0 Dir(s)     469,125,120 bytes free

I don't want the "File(s) and "Dir(s)" lines. I can eliminate them by sending the outpout of the findstr command to another findstr command, i.e., dir /a-d/s | findstr "[0-9][0-9],[0-9].*," | findstr /v "[er](s)". The /v option to findstr tells findstr to display only lines that do not contain a match. In this case, I tell it to look for either an "e" or "r" followed by "(s)" and to discard any lines that match.

:\Documents and Settings\administrator>dir /a-d/s | findstr "[0-9][0-9],[0-9].*
," | findstr /v "[er](s)"                                                       
07/30/2002  04:27p          35,417,061 savceclt.exe

In the case above, I've found all files greater than 10 MB in the administrator's "My Documents" directory or beneath it. If I want to search the entire system for files 100 MB or greater, I could use the following commands:

C:\Documents and Settings\administrator>dir C:\ /a-d/s | findstr "[0-9][0-9][0-9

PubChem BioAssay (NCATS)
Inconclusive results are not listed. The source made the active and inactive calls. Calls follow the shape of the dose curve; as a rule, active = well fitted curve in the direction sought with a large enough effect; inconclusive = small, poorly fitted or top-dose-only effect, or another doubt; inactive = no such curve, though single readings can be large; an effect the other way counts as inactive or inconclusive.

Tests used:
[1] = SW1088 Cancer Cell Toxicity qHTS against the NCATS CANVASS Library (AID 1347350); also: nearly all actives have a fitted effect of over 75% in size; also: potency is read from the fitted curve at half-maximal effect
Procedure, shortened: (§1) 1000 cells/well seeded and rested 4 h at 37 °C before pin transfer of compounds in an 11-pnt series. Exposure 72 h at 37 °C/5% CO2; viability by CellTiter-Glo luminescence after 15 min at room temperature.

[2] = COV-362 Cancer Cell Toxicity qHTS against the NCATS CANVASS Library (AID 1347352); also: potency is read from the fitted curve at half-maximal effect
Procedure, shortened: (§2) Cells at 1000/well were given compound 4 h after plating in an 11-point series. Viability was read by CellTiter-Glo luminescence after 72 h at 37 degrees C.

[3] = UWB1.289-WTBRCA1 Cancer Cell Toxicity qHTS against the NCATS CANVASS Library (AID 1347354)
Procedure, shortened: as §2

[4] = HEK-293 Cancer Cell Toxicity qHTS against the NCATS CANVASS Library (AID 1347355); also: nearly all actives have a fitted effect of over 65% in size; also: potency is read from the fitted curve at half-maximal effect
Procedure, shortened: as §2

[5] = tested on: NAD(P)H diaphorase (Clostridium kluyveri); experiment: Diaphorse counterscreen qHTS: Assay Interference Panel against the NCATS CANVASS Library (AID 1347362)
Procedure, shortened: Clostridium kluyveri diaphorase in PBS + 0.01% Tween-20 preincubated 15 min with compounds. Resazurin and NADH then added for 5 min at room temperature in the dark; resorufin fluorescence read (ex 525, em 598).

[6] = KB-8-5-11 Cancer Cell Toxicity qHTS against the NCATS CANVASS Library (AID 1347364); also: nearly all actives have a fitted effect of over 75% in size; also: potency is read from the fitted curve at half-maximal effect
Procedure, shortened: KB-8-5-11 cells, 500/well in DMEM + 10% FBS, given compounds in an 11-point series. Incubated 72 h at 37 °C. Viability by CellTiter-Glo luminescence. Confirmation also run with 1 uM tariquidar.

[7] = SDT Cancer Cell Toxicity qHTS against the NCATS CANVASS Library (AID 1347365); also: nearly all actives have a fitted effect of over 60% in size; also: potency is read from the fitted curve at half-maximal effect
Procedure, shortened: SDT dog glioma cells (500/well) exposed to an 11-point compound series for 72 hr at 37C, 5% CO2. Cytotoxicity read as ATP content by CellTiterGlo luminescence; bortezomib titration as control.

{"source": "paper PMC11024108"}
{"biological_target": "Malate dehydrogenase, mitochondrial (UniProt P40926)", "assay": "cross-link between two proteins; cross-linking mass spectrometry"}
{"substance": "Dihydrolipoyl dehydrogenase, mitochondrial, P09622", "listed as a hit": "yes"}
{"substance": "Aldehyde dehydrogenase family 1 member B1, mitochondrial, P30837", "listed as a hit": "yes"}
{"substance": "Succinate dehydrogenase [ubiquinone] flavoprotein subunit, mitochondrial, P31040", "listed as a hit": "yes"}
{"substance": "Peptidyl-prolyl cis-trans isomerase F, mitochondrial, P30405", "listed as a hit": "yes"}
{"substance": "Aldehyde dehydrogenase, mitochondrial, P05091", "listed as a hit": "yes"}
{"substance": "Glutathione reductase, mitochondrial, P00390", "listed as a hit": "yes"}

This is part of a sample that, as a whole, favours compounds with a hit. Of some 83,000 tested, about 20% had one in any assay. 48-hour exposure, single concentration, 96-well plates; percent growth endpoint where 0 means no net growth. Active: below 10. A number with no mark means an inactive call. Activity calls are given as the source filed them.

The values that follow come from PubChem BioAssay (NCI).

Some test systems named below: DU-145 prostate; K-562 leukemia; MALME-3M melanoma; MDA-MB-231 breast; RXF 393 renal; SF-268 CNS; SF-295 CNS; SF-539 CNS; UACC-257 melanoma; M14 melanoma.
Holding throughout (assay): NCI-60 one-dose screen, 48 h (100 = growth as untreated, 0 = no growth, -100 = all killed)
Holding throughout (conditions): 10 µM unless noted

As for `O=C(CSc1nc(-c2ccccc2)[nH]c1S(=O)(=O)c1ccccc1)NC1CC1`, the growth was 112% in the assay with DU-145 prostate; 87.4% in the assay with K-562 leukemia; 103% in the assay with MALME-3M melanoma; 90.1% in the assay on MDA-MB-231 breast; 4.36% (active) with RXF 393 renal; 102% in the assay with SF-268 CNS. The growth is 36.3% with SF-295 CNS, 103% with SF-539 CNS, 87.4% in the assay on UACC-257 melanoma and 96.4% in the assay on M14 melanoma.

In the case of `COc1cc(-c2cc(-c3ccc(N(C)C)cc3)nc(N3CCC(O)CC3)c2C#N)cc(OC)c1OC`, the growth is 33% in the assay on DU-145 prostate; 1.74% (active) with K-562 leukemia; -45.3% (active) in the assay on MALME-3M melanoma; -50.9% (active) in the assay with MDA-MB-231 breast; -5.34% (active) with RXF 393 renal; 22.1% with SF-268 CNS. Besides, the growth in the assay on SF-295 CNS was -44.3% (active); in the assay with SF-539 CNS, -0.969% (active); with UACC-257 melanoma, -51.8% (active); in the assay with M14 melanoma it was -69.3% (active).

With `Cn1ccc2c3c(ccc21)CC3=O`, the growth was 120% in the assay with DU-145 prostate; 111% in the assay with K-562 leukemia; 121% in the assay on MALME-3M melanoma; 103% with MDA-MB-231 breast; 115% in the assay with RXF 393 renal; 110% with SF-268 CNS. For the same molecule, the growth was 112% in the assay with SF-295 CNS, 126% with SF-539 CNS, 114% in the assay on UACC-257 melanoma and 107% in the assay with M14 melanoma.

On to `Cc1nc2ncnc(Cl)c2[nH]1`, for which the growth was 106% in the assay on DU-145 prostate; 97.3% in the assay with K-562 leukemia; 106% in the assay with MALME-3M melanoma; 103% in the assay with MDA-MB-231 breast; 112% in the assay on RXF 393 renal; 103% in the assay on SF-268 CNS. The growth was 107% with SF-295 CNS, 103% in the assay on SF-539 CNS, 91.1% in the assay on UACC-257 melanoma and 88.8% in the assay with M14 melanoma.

],[0-9].*,[0-9]" | findstr /v "[er](s)" > bigfiles.txt

Those commands start at the root directory, C:\ and search for all files within that directory or beneath it that are over 99 MB. The >bigfiles.txt redirects the output of the last command to a file named bigfiles.txt.

Examing the bigfiles.txt file, I might see something like the following:

C:\Documents and Settings\administrator>type bigfiles.txt                       
06/21/2010  05:21p         267,948,032 hiberfil.sys                             
06/21/2010  05:21p         314,572,800 pagefile.sys                             
06/09/2010  05:49p         277,297,548 Deleted Items.dbx                        
06/09/2010  05:49p         151,866,224 Inbox.dbx                                
06/09/2010  05:49p         144,463,812 Sent Items.dbx                           
10/27/2009  08:51p         949,861,964 Inbox                                    
06/20/2010  07:48p       1,014,070,855 Sent                                     
03/13/2010  04:42p       2,148,821,701 Inbox                                    
06/21/2010  03:47p         388,459,482 Sent